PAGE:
NHL Lockout Over
The National Hockey League will be back in business next year, after the sides agreed to a six year deal, including a salary cap.
The NHL and the players’ association reached an agreement in principle Wednesday on a six-year labor deal, ending a lockout that wiped out last season. The sides met for 24 hours starting Tuesday afternoon to hammer out the collective bargaining agreement that will return the NHL to the ice on time in the fall. In February, commissioner Gary Bettman canceled the season, making the NHL the first North American sports league to lose a year because of a labor dispute.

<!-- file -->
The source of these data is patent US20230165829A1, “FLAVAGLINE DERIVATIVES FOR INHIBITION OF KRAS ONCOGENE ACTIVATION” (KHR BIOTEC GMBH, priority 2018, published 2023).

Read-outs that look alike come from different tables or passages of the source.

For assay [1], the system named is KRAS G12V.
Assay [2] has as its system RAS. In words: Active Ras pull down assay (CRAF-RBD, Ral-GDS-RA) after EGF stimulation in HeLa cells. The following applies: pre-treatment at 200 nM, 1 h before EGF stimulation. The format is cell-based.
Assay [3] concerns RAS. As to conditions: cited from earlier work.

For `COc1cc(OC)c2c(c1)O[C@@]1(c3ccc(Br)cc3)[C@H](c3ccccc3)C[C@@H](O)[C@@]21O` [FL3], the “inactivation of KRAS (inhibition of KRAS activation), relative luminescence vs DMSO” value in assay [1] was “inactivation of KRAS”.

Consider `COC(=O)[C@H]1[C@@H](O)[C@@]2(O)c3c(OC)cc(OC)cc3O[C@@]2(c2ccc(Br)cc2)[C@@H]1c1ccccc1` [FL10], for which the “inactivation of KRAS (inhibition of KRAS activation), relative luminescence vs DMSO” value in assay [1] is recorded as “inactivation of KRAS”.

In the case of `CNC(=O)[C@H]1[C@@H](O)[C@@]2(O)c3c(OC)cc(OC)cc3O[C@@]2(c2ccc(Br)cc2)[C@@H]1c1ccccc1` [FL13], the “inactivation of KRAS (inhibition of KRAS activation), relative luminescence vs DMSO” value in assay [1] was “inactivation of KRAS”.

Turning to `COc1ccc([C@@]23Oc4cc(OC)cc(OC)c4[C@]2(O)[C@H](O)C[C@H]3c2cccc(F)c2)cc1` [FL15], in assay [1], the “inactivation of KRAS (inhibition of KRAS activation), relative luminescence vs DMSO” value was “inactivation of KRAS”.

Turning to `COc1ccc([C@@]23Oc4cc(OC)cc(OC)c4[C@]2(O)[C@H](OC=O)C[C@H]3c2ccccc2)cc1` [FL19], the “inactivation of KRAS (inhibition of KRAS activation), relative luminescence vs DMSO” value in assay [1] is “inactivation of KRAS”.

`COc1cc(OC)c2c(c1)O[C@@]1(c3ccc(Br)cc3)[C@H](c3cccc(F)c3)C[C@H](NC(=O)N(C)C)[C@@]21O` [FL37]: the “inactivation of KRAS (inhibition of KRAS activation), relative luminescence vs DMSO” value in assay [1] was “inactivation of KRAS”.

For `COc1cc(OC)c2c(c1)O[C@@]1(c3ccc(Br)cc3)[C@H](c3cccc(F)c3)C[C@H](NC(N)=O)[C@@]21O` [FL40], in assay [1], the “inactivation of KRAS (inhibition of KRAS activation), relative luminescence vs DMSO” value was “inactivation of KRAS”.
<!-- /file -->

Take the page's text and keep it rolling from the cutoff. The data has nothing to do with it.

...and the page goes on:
“It’s a new day,” Philadelphia Flyers coach Ken Hitchcock told The Associated Press. “It’s pretty exciting.”
Both sides still need to ratify the deal, a pact that is expected to contain a salary cap — something players’ association executive director Bob Goodenow never wanted. That process is expected to be completed next week, the league and the union said in a joint news release.
If all goes according to plan, training camps will open from Vancouver to Miami in September. NHL games will be back on the schedule come October.
As always in these situations, one wonders why the sides couldn’t have made these compromises without losing a year of play. Of course, the pressure of that lost revenue–especially for the players–is usually necessary to force people to do things they would not otherwise agree to.